Cleft sentence a sentence in which special emphasis is given to one part (e.g. the subject or the object) by using a structure with it or what. Examples: It was you that caused the accident; what I need is a drink.

Collective noun a singular word for a group. Examples: family; team.

Comparative the form of an adjective or adverb made with -er (e.g. older, faster); also the structure more + adjective/adverb, used in the same way (e.g. more useful, more politely


(1) a part of a sentence that gives more information about the subject (after be, seem and some other verbs), or, in some structures, about the object. Examples: You’re the right person to help; She looks very kind; They elected him President.

(2) a structure or words needed after a noun, adjective, verb or preposition to complete its meaning. Examples: the intention to travel; full of water; try phoning down the street.

Compound a compound noun, verb, adjective; preposition etc is one that is made of two or more parts. Examples: bus driver, get on with; one-eyed.

Concrete noun (the opposite of an abstract noun) the name of something which we can experience by seeing, touching etc. Examples: cloud; petrol; raspberry.


(1) a verb form made by using the auxiliary would (also should after I and we). Examples: I would run; she would sing we should think.

(2) A clause or sentence containing if (or a word with a similar meaning), and perhaps containing a conditional verb form. Examples: If you try you’ll understand; I should be surprised if she knew; what would you have done if the train had been late?

Conjunction a word like and, but, although, because, when, if which can be used to join clauses together. Example: I rang because I was worried.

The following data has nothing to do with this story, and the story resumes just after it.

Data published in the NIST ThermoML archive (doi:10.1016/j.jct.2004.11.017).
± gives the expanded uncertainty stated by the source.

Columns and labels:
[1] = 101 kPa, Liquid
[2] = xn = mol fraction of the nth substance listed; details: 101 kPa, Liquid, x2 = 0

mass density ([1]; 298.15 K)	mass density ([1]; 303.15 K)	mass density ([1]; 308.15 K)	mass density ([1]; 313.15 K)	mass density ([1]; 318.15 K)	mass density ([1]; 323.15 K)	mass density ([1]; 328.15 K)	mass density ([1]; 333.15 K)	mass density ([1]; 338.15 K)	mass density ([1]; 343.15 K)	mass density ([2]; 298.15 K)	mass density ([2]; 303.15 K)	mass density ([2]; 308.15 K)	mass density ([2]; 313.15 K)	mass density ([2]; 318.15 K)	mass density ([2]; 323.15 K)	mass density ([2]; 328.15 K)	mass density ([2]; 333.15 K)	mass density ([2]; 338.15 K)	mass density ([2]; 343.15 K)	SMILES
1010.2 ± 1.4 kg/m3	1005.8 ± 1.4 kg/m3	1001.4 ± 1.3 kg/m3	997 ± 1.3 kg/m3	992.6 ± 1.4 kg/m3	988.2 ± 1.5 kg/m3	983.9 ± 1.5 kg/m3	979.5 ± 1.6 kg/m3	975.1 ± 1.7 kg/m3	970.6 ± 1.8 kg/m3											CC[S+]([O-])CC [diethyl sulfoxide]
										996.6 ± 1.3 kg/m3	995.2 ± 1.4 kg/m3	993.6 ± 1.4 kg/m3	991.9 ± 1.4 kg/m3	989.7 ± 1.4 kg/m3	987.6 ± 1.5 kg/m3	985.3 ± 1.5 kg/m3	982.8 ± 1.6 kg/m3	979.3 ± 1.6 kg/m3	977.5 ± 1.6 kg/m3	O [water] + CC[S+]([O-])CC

Consonant for example, the letters b, c, d, f, g and their usual sounds.

Contraction a short form in which a subject and an auxiliary verb, or an auxiliary verb and the word not, are joined together into one word. Contractions are also made with non-auxiliary be and have. Examples: I’m; who’ve; John’ll; can’t.

Co-ordinate clause one of two or more main or subordinate clauses of equal ‘value’ that are connected. Examples: Shall I come to your place or would you like to come to mine? It’s cooler today and there’s a bit of a wind; she said that it was late and that she was tired.

Countable noun a noun like car, dog, idea, which can have a plural form, and can be used with the indefinite article a/an.

Declarative question a question which has the same grammatical form as a statement. Example: That’s your girlfriend?

Determiner one of a group of words that begin noun phrases. Determiners include alai?, the, my, this, each, either, several, more, both, all.

Direct speech speech reported ‘directly’, in the words used by the original speaker (more or less), without any changes of tense, pronouns etc. Example: She looked at me and said this is my money’.